Breslauer SC 08

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Breslauer SC 08
logo
Full name Breslauer Sportclub 1908 e.V.
Founded 1908
Ground Roonstraße
Capacity 8,000
2007–08 defunct

Breslauer SC was a German association football club from the city of Breslau, Lower Silesia (today Wroclaw, Poland). The club enjoyed its greatest successes in the late 1920s.

History[edit]

The team was established in 1908 and soon became part of the top flight regional Südostdeutscher Fußballverband (SOFV, en:Southeast German Football Association). SC first came to note when they finished second in 1925 and moved on to the national playoffs. They beat VfB Leipzig 2–1 in a round of 16 match before going out in the quarter-finals 1–4 to eventual German champions 1. FC Nürnberg.[1]

Breslau claimed its first Südostdeutsche championship in 1926 by defeating Viktoria Forst 3–1 in the league final. The club advanced to the national quarter-finals where they were once more put out by the side that would claim the national crown when they were beaten 0–4 by SpVgg Fürth. A second Südostdeutsche championship two seasons later in 1928 was followed by an early exit from national level play after a 2–3 round of 16 loss to VfB Königsberg.

SC enjoyed its best run on the national stage in 1929. They avenged themselves on Königsberg (1–2) before beating Bayern Munich 4–3 to move on to a semi-final confrontation with SpVgg Fürth. For a third time the Breslauer side was put out of contention for the German title by the club that would eventually emerge as national champions when they lost to Fürth by a score of 1–6.[2]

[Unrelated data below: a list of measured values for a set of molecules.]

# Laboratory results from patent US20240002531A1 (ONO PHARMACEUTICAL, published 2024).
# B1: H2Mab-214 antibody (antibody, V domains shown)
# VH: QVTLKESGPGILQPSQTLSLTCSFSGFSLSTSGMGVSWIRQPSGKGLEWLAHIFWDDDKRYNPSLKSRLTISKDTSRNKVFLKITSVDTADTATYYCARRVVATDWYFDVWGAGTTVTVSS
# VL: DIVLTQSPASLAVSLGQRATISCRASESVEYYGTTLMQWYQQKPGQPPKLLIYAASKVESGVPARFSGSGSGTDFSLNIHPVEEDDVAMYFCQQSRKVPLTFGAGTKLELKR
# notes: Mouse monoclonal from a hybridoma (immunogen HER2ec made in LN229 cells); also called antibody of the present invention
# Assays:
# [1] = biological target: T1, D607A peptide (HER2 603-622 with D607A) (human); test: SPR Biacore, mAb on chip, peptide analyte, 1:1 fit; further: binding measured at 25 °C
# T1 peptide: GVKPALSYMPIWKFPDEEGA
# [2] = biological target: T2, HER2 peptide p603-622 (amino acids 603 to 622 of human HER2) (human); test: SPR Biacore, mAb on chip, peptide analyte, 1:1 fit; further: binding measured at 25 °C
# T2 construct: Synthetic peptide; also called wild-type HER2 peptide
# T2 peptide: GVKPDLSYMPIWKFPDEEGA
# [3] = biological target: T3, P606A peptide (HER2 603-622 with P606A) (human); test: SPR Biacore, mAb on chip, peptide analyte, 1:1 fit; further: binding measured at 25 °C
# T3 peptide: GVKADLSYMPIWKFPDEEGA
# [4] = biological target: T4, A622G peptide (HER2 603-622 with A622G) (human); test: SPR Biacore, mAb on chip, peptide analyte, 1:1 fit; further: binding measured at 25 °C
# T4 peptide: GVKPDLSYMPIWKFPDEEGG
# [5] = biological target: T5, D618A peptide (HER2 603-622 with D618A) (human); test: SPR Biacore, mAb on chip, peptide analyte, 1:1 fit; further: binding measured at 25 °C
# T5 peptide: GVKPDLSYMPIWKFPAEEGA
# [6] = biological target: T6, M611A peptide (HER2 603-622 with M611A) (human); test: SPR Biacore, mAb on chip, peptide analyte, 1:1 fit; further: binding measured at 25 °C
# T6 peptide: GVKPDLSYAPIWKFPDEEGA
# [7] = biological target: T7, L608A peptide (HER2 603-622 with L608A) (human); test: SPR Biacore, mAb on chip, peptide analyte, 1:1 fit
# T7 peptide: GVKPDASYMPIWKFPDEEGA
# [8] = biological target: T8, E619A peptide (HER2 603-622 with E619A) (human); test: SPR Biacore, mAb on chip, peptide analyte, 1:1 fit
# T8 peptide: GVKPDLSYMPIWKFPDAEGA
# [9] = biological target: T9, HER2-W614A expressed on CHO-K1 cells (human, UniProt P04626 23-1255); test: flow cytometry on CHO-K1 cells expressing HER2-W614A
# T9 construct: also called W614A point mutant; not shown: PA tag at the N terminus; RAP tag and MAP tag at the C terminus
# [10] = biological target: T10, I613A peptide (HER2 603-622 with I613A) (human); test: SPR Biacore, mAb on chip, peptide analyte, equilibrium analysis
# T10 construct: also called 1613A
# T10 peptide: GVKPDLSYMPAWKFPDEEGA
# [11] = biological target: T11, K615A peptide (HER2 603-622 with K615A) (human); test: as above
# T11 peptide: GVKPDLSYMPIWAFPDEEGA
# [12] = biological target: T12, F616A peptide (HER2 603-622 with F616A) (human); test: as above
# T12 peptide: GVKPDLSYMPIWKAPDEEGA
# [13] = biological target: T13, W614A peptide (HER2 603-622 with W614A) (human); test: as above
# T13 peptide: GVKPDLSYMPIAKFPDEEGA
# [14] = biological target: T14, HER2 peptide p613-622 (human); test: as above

Breslau continued to field competitive sides into the early 1930s but made only one more national level appearance in 1932 that had the side go out early to Holstein Kiel (1–4). In 1933, the club merged with Vereinigte Breslauer Sportfreunde to form Breslauer SpVg 02 which went on to play in the newly established first division Gauliga Schlesien through to the end of the 1943–44 season.

Honours[edit]

Notes[edit]

  1. ^ Grüne, Hardy (2001). Vereinslexikon. Kassel: AGON Sportverlag ISBN 3-89784-147-9
  2. ^ Grüne, Hardy (1996). Vom Kronprinzen bis zur Bundesliga. Kassel: AGON Sportverlag ISBN 3-928562-85-1

References[edit]